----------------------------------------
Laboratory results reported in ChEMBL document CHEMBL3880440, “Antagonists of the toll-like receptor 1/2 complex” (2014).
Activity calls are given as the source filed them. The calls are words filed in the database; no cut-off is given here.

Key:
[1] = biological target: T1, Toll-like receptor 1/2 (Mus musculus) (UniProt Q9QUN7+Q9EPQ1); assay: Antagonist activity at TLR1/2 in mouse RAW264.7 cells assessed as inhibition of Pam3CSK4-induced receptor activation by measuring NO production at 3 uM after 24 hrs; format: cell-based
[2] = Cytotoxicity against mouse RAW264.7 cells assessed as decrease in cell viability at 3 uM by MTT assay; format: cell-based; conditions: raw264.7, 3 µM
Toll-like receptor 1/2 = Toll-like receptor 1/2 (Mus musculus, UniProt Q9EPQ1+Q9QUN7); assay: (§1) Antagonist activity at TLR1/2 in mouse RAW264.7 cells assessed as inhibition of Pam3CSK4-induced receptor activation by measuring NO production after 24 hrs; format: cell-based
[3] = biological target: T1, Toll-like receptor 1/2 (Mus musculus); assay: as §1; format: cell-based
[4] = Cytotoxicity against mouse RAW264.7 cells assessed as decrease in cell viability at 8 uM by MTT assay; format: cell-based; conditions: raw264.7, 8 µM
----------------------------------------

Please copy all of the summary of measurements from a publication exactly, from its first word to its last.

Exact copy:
Laboratory results reported in ChEMBL document CHEMBL3880440, “Antagonists of the toll-like receptor 1/2 complex” (2014).
Activity calls are given as the source filed them. The calls are words filed in the database; no cut-off is given here.

Key:
[1] = biological target: T1, Toll-like receptor 1/2 (Mus musculus) (UniProt Q9QUN7+Q9EPQ1); assay: Antagonist activity at TLR1/2 in mouse RAW264.7 cells assessed as inhibition of Pam3CSK4-induced receptor activation by measuring NO production at 3 uM after 24 hrs; format: cell-based
[2] = Cytotoxicity against mouse RAW264.7 cells assessed as decrease in cell viability at 3 uM by MTT assay; format: cell-based; conditions: raw264.7, 3 µM
Toll-like receptor 1/2 = Toll-like receptor 1/2 (Mus musculus, UniProt Q9EPQ1+Q9QUN7); assay: (§1) Antagonist activity at TLR1/2 in mouse RAW264.7 cells assessed as inhibition of Pam3CSK4-induced receptor activation by measuring NO production after 24 hrs; format: cell-based
[3] = biological target: T1, Toll-like receptor 1/2 (Mus musculus); assay: as §1; format: cell-based
[4] = Cytotoxicity against mouse RAW264.7 cells assessed as decrease in cell viability at 8 uM by MTT assay; format: cell-based; conditions: raw264.7, 8 µM